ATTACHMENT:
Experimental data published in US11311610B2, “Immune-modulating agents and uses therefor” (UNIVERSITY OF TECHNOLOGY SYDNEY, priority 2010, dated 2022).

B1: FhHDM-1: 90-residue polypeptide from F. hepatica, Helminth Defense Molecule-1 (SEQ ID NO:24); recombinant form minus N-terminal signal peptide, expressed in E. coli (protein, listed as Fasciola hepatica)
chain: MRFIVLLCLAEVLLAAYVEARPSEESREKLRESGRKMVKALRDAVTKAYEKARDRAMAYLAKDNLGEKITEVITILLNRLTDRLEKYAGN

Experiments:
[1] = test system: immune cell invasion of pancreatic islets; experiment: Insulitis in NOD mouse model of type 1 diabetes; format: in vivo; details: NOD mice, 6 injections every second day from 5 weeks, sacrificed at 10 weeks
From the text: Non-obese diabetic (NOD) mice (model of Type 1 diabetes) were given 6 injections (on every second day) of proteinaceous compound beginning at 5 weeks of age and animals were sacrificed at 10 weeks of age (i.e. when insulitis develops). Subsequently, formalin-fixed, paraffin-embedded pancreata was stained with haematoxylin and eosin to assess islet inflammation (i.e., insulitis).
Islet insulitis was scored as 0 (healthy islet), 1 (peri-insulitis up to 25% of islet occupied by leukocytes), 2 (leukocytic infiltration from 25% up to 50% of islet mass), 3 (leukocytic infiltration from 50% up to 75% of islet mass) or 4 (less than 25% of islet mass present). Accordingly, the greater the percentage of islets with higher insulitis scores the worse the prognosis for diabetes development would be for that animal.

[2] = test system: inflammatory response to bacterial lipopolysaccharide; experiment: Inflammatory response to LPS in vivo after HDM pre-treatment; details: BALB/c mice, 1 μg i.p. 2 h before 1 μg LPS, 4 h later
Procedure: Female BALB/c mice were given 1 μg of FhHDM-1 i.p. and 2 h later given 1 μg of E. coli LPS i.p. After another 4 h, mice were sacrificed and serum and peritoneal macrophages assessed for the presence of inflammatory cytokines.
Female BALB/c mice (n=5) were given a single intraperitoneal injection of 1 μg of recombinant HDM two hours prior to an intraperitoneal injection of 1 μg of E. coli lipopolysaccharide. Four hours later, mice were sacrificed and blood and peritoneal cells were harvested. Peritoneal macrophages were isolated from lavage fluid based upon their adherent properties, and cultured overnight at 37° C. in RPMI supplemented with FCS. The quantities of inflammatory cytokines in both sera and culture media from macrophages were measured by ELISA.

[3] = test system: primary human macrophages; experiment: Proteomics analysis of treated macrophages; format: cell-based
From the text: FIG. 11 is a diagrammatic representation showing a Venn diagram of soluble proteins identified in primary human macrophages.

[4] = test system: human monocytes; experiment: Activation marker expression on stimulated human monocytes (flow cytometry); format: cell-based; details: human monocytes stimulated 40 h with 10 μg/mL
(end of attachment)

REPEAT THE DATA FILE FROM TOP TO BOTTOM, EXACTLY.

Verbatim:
Experimental data published in US11311610B2, “Immune-modulating agents and uses therefor” (UNIVERSITY OF TECHNOLOGY SYDNEY, priority 2010, dated 2022).

B1: FhHDM-1: 90-residue polypeptide from F. hepatica, Helminth Defense Molecule-1 (SEQ ID NO:24); recombinant form minus N-terminal signal peptide, expressed in E. coli (protein, listed as Fasciola hepatica)
chain: MRFIVLLCLAEVLLAAYVEARPSEESREKLRESGRKMVKALRDAVTKAYEKARDRAMAYLAKDNLGEKITEVITILLNRLTDRLEKYAGN

Experiments:
[1] = test system: immune cell invasion of pancreatic islets; experiment: Insulitis in NOD mouse model of type 1 diabetes; format: in vivo; details: NOD mice, 6 injections every second day from 5 weeks, sacrificed at 10 weeks
From the text: Non-obese diabetic (NOD) mice (model of Type 1 diabetes) were given 6 injections (on every second day) of proteinaceous compound beginning at 5 weeks of age and animals were sacrificed at 10 weeks of age (i.e. when insulitis develops). Subsequently, formalin-fixed, paraffin-embedded pancreata was stained with haematoxylin and eosin to assess islet inflammation (i.e., insulitis).
Islet insulitis was scored as 0 (healthy islet), 1 (peri-insulitis up to 25% of islet occupied by leukocytes), 2 (leukocytic infiltration from 25% up to 50% of islet mass), 3 (leukocytic infiltration from 50% up to 75% of islet mass) or 4 (less than 25% of islet mass present). Accordingly, the greater the percentage of islets with higher insulitis scores the worse the prognosis for diabetes development would be for that animal.

[2] = test system: inflammatory response to bacterial lipopolysaccharide; experiment: Inflammatory response to LPS in vivo after HDM pre-treatment; details: BALB/c mice, 1 μg i.p. 2 h before 1 μg LPS, 4 h later
Procedure: Female BALB/c mice were given 1 μg of FhHDM-1 i.p. and 2 h later given 1 μg of E. coli LPS i.p. After another 4 h, mice were sacrificed and serum and peritoneal macrophages assessed for the presence of inflammatory cytokines.
Female BALB/c mice (n=5) were given a single intraperitoneal injection of 1 μg of recombinant HDM two hours prior to an intraperitoneal injection of 1 μg of E. coli lipopolysaccharide. Four hours later, mice were sacrificed and blood and peritoneal cells were harvested. Peritoneal macrophages were isolated from lavage fluid based upon their adherent properties, and cultured overnight at 37° C. in RPMI supplemented with FCS. The quantities of inflammatory cytokines in both sera and culture media from macrophages were measured by ELISA.

[3] = test system: primary human macrophages; experiment: Proteomics analysis of treated macrophages; format: cell-based
From the text: FIG. 11 is a diagrammatic representation showing a Venn diagram of soluble proteins identified in primary human macrophages.

[4] = test system: human monocytes; experiment: Activation marker expression on stimulated human monocytes (flow cytometry); format: cell-based; details: human monocytes stimulated 40 h with 10 μg/mL